Here’s a common scenario for coaches. Your perfect client books a discovery call. You chat about her business and her goals. You offer a few helpful tips she can put to use, and she agrees with your strategies and approach. You know you can help her business grow, but your coaching offer is quickly dismissed.
She isn’t ready. She can’t afford the investment. She’s just not sure.
It happens to all coaches from time to time, but if it seems to be the norm rather than the exception for you, it might be time to take a look at your closing strategies.
1. Pre-Qualify Potential Clients
If your ideal client is an information product seller with an established business earning at least $50,000 per year, then you certainly don’t want to fill your discovery sessions with new entrepreneurs. Not only would that dramatically reduce your sales, but it would be a waste of time for both you and the hopeful business owners you speak to.
Instead, be sure that you’re pre-qualifying everyone you speak to, either directly or indirectly, through:
Your language and branding: If you only work with established business owners, every piece of marketing content you create should make that clear.
Your application process: A subtle way to pre-qualify applicants is to ask about their business model, and only include as answers those models you focus on.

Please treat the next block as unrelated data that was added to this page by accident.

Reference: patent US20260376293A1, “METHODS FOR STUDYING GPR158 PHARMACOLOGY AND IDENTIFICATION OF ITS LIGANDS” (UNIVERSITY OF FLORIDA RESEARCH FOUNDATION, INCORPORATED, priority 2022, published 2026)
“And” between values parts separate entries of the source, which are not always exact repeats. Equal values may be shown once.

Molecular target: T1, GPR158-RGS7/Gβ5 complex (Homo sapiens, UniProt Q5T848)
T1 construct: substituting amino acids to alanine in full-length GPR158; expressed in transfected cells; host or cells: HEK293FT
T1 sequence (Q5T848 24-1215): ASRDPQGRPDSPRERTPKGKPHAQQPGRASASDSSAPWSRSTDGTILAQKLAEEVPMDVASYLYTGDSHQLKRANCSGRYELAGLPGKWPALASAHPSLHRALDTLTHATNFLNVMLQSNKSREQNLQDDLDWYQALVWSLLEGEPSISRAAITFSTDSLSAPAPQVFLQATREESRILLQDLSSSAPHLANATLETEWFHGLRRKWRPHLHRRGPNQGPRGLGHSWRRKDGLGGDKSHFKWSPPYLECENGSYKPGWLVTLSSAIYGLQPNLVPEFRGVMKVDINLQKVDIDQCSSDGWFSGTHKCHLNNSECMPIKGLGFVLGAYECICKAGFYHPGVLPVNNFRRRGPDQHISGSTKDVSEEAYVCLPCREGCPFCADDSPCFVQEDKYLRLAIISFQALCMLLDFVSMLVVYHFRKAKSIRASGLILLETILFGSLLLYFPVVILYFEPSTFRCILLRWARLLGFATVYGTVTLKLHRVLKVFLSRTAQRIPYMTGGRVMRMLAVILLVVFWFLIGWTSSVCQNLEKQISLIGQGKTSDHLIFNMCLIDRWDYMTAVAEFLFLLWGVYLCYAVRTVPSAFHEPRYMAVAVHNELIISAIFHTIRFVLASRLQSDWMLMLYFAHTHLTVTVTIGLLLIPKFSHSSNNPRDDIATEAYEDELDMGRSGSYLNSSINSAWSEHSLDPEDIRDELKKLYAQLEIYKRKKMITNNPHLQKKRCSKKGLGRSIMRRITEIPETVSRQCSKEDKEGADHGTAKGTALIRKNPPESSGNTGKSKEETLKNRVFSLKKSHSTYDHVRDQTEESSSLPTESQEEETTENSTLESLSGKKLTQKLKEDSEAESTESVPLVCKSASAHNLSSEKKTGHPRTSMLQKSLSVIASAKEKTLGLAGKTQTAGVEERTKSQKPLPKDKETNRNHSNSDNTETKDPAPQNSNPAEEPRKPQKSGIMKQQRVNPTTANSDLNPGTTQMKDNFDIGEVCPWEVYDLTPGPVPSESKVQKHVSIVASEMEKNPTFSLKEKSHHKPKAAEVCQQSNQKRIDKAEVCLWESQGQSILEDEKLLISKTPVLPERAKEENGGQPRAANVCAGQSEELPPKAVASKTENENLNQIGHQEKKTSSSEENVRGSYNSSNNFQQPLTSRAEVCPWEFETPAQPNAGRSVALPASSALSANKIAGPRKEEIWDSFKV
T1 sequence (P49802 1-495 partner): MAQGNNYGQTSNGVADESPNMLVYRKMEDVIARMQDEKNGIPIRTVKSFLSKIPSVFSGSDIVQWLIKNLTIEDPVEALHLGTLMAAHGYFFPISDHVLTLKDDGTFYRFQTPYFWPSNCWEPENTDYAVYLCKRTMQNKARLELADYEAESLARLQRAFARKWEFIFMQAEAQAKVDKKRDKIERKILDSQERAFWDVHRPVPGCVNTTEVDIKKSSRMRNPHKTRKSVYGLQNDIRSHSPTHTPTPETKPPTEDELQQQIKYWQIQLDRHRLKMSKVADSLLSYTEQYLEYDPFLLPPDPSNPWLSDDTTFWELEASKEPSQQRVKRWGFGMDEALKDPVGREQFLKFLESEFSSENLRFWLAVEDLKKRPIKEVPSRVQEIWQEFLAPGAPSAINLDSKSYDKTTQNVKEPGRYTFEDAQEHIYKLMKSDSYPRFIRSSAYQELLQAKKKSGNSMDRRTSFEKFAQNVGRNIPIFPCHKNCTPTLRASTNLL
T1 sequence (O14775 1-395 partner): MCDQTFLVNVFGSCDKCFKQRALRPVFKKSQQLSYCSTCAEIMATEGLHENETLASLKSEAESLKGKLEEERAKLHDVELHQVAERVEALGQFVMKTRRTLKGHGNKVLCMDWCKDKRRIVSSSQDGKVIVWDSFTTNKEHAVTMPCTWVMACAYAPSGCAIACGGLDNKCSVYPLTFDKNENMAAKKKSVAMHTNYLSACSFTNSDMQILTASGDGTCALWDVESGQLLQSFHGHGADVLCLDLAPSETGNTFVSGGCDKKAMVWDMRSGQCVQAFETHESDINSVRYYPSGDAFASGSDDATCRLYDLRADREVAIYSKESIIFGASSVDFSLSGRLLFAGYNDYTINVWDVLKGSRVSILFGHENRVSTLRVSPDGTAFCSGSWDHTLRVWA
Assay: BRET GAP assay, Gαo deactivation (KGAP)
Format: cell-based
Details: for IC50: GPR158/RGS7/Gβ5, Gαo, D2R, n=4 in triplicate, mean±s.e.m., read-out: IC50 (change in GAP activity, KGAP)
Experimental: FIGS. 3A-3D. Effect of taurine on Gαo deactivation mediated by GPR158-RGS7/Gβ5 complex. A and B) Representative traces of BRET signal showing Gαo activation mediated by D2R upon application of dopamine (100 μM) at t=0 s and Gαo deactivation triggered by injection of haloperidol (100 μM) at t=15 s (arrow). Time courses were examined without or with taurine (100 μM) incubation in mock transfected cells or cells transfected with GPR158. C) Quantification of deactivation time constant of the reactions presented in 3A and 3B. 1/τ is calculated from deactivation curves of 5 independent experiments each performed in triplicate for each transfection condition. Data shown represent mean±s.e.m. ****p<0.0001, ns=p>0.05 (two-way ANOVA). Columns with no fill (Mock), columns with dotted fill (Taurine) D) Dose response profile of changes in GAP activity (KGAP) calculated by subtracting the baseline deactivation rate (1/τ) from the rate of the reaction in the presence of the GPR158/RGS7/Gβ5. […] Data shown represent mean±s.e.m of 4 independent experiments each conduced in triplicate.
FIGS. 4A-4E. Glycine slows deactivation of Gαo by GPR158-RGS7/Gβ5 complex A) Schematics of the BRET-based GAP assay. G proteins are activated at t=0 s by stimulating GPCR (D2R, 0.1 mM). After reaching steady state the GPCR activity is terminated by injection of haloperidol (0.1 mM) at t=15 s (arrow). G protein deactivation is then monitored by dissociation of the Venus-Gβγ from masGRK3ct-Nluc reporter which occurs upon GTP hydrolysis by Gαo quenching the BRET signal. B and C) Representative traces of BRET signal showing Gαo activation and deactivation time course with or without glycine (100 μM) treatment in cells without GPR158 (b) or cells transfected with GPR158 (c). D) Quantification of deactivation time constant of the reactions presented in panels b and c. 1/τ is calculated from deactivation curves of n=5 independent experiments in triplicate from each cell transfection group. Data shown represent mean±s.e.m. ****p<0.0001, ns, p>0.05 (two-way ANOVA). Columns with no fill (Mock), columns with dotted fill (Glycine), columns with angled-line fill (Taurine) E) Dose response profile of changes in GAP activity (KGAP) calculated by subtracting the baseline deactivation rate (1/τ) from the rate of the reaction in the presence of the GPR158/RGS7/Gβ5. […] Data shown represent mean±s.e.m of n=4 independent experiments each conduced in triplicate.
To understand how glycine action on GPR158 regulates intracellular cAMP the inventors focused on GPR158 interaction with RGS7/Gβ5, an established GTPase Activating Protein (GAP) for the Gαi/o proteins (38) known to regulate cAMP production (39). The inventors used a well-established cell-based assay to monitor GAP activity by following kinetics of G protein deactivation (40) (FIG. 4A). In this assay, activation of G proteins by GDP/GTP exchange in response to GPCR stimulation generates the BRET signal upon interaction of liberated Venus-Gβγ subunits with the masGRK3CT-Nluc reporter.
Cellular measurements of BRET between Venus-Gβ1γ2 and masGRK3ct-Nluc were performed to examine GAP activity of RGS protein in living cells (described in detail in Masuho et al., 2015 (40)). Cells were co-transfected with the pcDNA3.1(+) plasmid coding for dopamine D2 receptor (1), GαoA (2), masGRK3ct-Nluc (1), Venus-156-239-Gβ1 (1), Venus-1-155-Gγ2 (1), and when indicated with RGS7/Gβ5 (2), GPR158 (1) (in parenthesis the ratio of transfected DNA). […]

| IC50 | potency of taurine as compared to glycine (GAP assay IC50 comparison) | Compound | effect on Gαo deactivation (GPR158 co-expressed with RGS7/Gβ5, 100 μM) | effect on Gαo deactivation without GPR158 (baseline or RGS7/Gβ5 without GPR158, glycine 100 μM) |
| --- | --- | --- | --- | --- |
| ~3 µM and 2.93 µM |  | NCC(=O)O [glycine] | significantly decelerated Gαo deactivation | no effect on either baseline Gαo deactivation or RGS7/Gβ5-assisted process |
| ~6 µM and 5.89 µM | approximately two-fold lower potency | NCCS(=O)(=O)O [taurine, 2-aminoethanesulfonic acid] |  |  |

You can also take a more direct approach by spelling it out clearly on your discovery session invitation who you work with and what their investment will be.
2. Speak with Confidence
One of the most difficult things for any business owner to say is “I charge $XXX.” It makes us uncomfortable. We worry that we’ll be told it’s too much, or that we won’t make the sale.
When you’re speaking to a potential client, though, confidently stating your offer is critical. After all, if you’re not sure about something as simple as how much you charge, then how can you possibly provide them with the advice and guidance they need.
The best way to gain confidence in stating your offer is practice. The more calls you have, the better you’ll be at it, but you can also practice before your next call. Stand in front of the mirror, smile and say, “My 6-month coaching program is designed to help you solve the exact problems you’re facing. Your investment today is only $XXX.”
Repeat it again and again until you can say it without that telltale hesitation that can invite a prospect to begin negotiations.
Here’s one more tip about confidence. Silence is powerful. State your offer, and then stop talking. Don’t fall into the trap of trying to justify your rates or restate the benefits. Let your client share her thoughts with you first.
3. Know Your Value
Not everyone you speak to will be a good fit. Not everyone you speak to will be able to afford you. In fact, you may decide during the course of your call that you don’t want to work with a particular person.
All of those things are to be expected.
But for those who are a good fit, and who can afford you, and who you do want to work with, it’s important to know the value you can bring to the relationship. When you truly understand the benefits your clients will realize from hiring you, it’s easy to state your fees—even if they feel just the tiniest bit expensive to you.
Are Your Clients Booking Lots of Discovery Sessions Without Making Sales?
Are Your Clients Actively Growing Their Mailing Lists?
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